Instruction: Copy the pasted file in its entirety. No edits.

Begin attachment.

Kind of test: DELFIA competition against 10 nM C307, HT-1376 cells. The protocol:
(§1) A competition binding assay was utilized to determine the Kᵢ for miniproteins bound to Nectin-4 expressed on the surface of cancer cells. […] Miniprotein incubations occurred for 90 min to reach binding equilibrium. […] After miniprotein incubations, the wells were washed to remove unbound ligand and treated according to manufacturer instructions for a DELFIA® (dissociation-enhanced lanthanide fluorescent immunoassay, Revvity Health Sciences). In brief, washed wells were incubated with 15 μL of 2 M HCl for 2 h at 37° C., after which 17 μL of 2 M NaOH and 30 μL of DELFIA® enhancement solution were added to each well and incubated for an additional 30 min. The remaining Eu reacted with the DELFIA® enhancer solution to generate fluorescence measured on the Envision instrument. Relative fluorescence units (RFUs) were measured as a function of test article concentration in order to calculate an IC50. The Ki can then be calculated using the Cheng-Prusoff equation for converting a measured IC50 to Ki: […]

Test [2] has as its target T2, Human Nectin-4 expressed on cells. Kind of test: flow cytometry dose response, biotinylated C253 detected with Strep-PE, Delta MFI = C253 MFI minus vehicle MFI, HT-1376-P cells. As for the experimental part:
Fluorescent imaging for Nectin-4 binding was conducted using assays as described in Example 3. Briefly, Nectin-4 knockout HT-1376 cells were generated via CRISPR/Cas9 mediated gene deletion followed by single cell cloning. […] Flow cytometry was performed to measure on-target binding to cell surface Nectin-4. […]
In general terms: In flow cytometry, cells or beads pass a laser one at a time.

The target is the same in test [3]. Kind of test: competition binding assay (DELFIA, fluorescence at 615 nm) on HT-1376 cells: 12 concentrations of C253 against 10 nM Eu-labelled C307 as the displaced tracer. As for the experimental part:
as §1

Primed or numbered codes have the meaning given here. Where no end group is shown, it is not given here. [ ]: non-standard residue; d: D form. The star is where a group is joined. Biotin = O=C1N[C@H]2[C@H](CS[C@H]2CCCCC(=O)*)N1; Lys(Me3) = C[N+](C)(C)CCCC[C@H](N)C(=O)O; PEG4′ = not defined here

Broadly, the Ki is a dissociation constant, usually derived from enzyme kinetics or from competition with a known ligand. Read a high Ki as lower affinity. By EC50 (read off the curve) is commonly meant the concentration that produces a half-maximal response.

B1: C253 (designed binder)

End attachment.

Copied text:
Kind of test: DELFIA competition against 10 nM C307, HT-1376 cells. The protocol:
(§1) A competition binding assay was utilized to determine the Kᵢ for miniproteins bound to Nectin-4 expressed on the surface of cancer cells. […] Miniprotein incubations occurred for 90 min to reach binding equilibrium. […] After miniprotein incubations, the wells were washed to remove unbound ligand and treated according to manufacturer instructions for a DELFIA® (dissociation-enhanced lanthanide fluorescent immunoassay, Revvity Health Sciences). In brief, washed wells were incubated with 15 μL of 2 M HCl for 2 h at 37° C., after which 17 μL of 2 M NaOH and 30 μL of DELFIA® enhancement solution were added to each well and incubated for an additional 30 min. The remaining Eu reacted with the DELFIA® enhancer solution to generate fluorescence measured on the Envision instrument. Relative fluorescence units (RFUs) were measured as a function of test article concentration in order to calculate an IC50. The Ki can then be calculated using the Cheng-Prusoff equation for converting a measured IC50 to Ki: […]

Test [2] has as its target T2, Human Nectin-4 expressed on cells. Kind of test: flow cytometry dose response, biotinylated C253 detected with Strep-PE, Delta MFI = C253 MFI minus vehicle MFI, HT-1376-P cells. As for the experimental part:
Fluorescent imaging for Nectin-4 binding was conducted using assays as described in Example 3. Briefly, Nectin-4 knockout HT-1376 cells were generated via CRISPR/Cas9 mediated gene deletion followed by single cell cloning. […] Flow cytometry was performed to measure on-target binding to cell surface Nectin-4. […]
In general terms: In flow cytometry, cells or beads pass a laser one at a time.

The target is the same in test [3]. Kind of test: competition binding assay (DELFIA, fluorescence at 615 nm) on HT-1376 cells: 12 concentrations of C253 against 10 nM Eu-labelled C307 as the displaced tracer. As for the experimental part:
as §1

Primed or numbered codes have the meaning given here. Where no end group is shown, it is not given here. [ ]: non-standard residue; d: D form. The star is where a group is joined. Biotin = O=C1N[C@H]2[C@H](CS[C@H]2CCCCC(=O)*)N1; Lys(Me3) = C[N+](C)(C)CCCC[C@H](N)C(=O)O; PEG4′ = not defined here

Broadly, the Ki is a dissociation constant, usually derived from enzyme kinetics or from competition with a known ligand. Read a high Ki as lower affinity. By EC50 (read off the curve) is commonly meant the concentration that produces a half-maximal response.

B1: C253 (designed binder)